Park Board Allots $32,500 Each for MLK Memorial and Dog Park
On the 55-year anniversary of Rosa Parks' refusal to move to the back of the bus, the Minneapolis Park and Recreation Board committed to funding a memorial for another civil rights leader, Dr. Martin Luther King Jr.
Clarification: I removed a reference to a comparable project at Lake Calhoun because the project received no funding.
In a move designed to address community concerns that Martin Luther King Jr.'s legacy was being neglected, the park board voted to direct equal funding towards the civil rights leader's memorial and the first off-leash dog park in the 6th park district. It will cost $32,500 for each project.
Neglect of the statue and King's memorial became an issue this summer when public meetings were held to discuss the possibility of the off-leash dog area in Martin Luther King Park. Some residents, many of whom are elders in the African-American community, were unhappy that more had not been done to preserve King's legacy.
Martin Luther King Park was named in honor of the slain civil rights leader on Oct. 9, 1968. The memorial statue, titled "Freedom Form," was built in 1972 by an artist named Daniel LaRue Johnson.
Park board staff said during the finance meeting that the statue is in quite good condition, according to a 2010 review. They estimated the cost for stabilization work and grounds-keeping at $750.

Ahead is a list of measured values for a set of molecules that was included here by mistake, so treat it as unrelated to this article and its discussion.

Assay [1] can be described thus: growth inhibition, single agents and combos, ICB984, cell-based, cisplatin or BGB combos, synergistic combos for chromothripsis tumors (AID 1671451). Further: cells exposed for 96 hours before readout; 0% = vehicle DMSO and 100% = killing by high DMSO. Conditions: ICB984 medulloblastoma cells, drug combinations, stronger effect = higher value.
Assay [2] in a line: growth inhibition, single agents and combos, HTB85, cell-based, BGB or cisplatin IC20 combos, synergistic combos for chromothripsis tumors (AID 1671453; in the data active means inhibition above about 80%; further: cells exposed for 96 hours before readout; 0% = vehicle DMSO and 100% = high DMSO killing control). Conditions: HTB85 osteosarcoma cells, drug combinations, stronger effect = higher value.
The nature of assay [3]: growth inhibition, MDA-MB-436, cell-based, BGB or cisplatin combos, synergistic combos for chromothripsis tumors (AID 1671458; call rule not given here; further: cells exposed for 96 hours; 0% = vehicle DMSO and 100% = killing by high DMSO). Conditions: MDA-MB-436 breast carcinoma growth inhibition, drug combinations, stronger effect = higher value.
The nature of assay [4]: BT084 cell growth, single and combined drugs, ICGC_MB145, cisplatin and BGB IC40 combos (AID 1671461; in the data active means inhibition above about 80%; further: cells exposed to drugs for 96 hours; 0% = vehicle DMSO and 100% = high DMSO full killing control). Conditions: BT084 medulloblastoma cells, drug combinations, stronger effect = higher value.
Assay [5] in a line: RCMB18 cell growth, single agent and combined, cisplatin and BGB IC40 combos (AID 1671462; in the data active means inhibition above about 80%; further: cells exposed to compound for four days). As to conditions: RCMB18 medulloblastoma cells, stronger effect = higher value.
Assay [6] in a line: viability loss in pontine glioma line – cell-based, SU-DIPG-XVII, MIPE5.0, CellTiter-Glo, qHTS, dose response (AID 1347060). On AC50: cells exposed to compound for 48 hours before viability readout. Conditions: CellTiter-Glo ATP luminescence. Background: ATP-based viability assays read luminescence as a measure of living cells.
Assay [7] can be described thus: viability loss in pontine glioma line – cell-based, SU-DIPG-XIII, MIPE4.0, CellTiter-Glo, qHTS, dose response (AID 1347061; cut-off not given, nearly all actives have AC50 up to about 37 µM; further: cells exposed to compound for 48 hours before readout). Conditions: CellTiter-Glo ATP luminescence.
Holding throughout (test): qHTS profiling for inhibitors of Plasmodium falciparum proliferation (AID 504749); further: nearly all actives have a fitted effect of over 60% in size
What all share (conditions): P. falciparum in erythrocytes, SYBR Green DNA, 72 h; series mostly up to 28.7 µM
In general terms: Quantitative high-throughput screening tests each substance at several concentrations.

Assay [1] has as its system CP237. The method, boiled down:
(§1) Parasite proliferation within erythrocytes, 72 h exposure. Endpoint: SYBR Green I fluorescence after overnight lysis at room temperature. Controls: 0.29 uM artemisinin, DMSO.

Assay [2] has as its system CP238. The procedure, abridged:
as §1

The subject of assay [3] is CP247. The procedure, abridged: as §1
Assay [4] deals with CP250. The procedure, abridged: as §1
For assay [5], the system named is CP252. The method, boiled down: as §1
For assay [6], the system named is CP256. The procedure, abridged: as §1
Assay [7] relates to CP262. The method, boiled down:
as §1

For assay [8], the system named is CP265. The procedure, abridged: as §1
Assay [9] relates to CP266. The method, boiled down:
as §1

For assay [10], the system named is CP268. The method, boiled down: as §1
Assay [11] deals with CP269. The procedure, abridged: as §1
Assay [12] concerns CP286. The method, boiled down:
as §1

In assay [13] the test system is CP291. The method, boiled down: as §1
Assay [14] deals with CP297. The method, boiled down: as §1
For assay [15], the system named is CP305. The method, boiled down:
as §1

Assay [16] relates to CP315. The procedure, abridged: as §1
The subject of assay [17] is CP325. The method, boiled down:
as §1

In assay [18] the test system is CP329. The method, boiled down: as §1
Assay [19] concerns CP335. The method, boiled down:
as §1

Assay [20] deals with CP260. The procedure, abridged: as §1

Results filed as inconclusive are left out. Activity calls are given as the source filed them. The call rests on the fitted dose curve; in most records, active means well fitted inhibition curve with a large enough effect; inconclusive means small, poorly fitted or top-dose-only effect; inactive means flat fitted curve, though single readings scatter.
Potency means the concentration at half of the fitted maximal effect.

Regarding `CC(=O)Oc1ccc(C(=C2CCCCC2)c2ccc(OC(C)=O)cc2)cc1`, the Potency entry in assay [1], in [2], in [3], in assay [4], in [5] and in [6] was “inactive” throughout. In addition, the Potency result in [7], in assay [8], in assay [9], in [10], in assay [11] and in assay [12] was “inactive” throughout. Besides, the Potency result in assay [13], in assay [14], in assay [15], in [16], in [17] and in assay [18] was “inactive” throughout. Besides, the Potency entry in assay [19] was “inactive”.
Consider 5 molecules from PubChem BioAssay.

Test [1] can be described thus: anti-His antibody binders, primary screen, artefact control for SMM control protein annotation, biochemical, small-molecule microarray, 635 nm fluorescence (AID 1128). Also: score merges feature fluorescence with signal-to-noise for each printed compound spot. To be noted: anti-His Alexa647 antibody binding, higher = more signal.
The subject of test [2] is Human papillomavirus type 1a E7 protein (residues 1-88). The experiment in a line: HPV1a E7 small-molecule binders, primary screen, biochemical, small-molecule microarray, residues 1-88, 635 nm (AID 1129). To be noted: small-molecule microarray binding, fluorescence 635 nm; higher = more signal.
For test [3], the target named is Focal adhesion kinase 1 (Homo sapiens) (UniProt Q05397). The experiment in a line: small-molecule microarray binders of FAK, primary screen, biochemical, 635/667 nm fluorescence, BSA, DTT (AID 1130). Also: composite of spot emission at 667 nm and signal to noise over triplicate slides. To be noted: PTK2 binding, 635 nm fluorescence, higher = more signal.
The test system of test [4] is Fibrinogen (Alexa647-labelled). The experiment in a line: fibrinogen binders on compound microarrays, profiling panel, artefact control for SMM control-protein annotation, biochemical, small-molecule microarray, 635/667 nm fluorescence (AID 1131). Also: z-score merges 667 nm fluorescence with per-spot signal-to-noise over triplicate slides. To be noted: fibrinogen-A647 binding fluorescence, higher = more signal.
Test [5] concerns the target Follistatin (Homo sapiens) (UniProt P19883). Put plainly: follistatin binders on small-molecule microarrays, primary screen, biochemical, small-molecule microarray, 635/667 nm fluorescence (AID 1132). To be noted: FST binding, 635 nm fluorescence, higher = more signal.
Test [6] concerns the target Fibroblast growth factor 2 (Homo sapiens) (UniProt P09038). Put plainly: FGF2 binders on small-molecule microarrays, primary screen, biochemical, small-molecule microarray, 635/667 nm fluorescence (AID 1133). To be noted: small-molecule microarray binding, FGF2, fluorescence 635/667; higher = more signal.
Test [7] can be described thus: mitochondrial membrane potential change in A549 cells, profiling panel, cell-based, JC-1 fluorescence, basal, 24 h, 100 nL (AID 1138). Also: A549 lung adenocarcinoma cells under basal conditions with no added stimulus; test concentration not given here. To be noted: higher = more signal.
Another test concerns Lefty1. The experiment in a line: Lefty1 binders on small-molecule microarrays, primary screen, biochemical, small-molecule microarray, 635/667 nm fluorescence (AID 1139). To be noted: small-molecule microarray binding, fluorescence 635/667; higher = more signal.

Sixth District Commissioner Brad Bourn objected to the $750 amount. Cleaning the statue, he said was not enough. "I don't know if spending $750 to clean a statue is a significant sign we are taking [concerns about the memorial's neglect] seriously," he said.
Commissioner Annie Young agreed. "$750 dollars is not what we have been talking about," she said.
Later in the meeting, Bourn went back to the issue of the statue. "$750 dollars is exactly the type of symbolism that the community is upset about," he said.
Bourn proposed an amendment that would dedicate money from the neighborhood capital fund and a surplus from dog license fees to fund both the dog park and the memorial.
After a bit of discussion, Young made a change to Bourn's amendment by saying that each project should be funded equally—meaning $32,500 would go to the dog park and $32,500 would go to the memorial
Commissioner Vreeland opposed Young's amendment. "I watched the $50,000 water fountains," he said, referring to the city of Minneapolis public art project that attracted criticism. "People have fixed incomes. I'm not ready to spend a lot of money on a statue." He urged the other commissioners not to vote for the amendment.
Young's amendment passed in a five to four vote. It will now be presented before the Minneapolis City Council on Dec. 13.
Also at the meeting, staff presented their study on proposed sites for the dog park. Now that the dog park is funded, the board will set up a community advisory committee to further investigate potential sites, Bourn said.